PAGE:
Young Genealogists and Your Society

How can you engage the next generation of genealogists in your society?

Young Genealogists and Your Society (3)

7 Strategies for Success

1. Be respectful. Never assume that young genealogists are inexperienced; while they might be new to the field, it’s also entirely possible that they are not. Always treat your fellow genealogists as the peers they are, regardless of age. Not sure how to strike up a conversation with a young genealogist? Ask about his or her favorite area of research!

2. Be welcoming. Many people may find it daunting to go to a society meeting or event for the first time. Take a positive first impression to the next level by assigning a designated greeter to welcome visitors at the door, make them feel at home, and answer any questions. Without this effort, a young genealogist in particular might feel out of place or even unwanted among a group of individuals who have known each other for years. Hosting a NextGen Genealogy Network Meetup is another excellent way to reach out to and welcome young genealogists.

3. Recognize their strengths. Give young genealogists a reason to invest their time and energy in your society. All members bring talent to the table, but at times, young genealogists may be overlooked. Offer them a chance to chair a committee, volunteer at a conference, design marketing materials, write a blog post, manage a social media account, or lead a presentation—or simply ask how they would like to be involved.

4. Reduce fees. More and more genealogical societies are welcoming young genealogists by offering membership discounts to students or young professionals. Does your society host conferences or workshops? This is another area where reduced fees can increase attendance. If printing costs are holding you back, offer digital versions of your news materials to young genealogists and other members who choose to opt-in.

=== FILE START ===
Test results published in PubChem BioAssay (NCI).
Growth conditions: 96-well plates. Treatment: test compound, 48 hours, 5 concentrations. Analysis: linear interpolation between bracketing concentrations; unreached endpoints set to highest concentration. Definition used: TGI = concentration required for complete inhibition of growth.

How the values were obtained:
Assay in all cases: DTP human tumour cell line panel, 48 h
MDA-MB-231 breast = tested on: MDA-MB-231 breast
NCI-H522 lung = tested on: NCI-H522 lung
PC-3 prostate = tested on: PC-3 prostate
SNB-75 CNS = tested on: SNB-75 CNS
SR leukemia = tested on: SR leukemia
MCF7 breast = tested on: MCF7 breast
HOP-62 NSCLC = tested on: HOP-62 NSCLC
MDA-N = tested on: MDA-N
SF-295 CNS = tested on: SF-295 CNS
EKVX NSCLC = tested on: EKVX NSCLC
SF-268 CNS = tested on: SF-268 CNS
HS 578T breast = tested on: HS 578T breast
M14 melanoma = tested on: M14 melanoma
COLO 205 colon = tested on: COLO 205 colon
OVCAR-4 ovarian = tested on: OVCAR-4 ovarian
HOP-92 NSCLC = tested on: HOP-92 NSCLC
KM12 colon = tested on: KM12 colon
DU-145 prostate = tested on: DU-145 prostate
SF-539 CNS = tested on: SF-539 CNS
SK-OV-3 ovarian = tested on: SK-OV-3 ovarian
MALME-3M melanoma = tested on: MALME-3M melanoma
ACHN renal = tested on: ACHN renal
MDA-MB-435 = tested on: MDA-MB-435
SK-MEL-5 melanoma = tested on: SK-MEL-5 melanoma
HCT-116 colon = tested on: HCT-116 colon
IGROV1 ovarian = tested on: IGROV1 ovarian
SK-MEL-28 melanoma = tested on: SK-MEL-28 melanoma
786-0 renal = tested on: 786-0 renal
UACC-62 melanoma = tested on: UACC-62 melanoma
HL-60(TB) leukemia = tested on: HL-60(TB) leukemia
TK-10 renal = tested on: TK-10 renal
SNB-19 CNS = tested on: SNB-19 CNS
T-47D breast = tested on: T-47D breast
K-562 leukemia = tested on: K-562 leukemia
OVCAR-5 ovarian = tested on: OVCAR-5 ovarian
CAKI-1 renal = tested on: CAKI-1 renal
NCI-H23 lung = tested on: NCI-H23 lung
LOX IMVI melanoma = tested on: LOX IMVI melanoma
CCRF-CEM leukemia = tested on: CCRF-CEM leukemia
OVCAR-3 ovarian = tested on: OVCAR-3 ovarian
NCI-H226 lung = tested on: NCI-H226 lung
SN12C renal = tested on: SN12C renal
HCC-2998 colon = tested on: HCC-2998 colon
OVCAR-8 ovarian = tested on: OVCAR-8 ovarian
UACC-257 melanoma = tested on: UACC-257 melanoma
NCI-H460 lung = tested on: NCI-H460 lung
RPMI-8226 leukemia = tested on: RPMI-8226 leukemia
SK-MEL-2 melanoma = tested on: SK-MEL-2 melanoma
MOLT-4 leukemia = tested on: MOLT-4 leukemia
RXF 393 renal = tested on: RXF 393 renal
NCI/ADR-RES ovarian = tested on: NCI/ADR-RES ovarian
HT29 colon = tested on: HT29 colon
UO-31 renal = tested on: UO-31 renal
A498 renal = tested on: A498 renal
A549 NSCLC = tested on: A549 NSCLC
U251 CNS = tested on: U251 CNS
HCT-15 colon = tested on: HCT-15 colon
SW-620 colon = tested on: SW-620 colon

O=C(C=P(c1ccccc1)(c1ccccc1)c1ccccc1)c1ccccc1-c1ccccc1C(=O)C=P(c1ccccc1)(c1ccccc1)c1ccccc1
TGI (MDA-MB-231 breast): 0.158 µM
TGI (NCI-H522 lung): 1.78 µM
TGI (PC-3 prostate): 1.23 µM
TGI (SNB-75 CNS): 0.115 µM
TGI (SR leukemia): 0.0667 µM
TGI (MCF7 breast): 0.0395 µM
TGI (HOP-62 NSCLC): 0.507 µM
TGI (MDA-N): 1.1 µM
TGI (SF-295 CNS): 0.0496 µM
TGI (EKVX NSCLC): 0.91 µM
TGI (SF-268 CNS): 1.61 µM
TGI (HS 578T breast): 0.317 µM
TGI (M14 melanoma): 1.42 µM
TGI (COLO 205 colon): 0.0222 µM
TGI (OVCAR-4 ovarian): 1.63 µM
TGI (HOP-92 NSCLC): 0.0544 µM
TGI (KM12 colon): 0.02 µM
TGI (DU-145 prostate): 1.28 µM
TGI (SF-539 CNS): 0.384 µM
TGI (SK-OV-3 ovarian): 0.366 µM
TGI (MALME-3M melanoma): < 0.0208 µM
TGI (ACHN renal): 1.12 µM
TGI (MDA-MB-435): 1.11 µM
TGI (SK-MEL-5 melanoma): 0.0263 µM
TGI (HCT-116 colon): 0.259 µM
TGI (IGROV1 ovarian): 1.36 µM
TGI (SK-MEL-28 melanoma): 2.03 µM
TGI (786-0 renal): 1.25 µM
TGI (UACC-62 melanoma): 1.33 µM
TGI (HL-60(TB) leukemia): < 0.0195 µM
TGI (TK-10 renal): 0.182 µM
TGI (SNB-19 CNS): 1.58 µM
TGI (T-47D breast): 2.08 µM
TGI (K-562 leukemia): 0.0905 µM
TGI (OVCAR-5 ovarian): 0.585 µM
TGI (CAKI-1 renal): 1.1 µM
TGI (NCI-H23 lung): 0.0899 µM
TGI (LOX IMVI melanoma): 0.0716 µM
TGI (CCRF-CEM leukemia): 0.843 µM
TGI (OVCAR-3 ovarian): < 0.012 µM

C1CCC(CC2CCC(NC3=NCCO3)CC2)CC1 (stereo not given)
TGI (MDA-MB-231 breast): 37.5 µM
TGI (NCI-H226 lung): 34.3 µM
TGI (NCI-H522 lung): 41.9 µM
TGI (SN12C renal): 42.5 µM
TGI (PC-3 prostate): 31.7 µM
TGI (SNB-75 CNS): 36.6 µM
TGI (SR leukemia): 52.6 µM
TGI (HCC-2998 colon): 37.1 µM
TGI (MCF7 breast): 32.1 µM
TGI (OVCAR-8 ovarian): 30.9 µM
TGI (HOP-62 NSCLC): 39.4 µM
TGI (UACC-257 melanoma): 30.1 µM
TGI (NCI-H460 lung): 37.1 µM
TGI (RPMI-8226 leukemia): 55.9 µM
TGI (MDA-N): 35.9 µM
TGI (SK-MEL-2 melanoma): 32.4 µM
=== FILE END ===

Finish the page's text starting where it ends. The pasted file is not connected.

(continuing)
5. Mix up your meeting times. Whether young genealogists work, study, or have children at home, meetings held in the daytime during the week may be impossible to attend. Does your society routinely offer meetings and other events in the evenings or on weekends? Do your meetings and events have clear start and end times so that attendees can make childcare arrangements or otherwise as needed?

6. Put yourself out there. Your society won’t gain members if they don’t know it’s there. Keep your website, e-mail contact information, and social media accounts up-to-date, and if you’re not already online, know that there are many free platforms available. In addition, volunteer with local events to raise awareness of your society within your community. Has your society offered to lead genealogy classes or activities for local schools, guilds, churches, clubs, and youth organizations such as Scouts or 4-H?

7. Embrace long-distance members. Young genealogists may live far from the homes of their ancestors, but that doesn’t mean that they can’t be involved in societies based in other cities, counties, states, or even countries. Offer live-streamed meetings or webinars, online databases of exclusive local records, local research assistance, and a dynamic social media presence to welcome active, tech-savvy members from around the world.

Download “Young Genealogists and Your Society” as a resource to share!

Melanie Frick, MLS, holds a Certificate in Genealogical Research from Boston University and is Editor of the APG eNews and Content Coordinator for the NextGen Genealogy Network. A genealogist, writer, editor, antique photograph aficionado, and Midwestern transplant, Melanie lives in Southern California. She blogs at Homestead Genealogical Research.

Shannon Combs BennetShannon Combs-Bennett is a Genealogist with the National Society Colonial Dames XVII Century, Director of The In-Depth Genealogist, and Education Co-Coordinator for the NextGen Genealogy Network. An Indiana native based in Virginia, Shannon frequently writes and lectures on a variety of topics from genetics to methodology. She blogs at T2 Family History.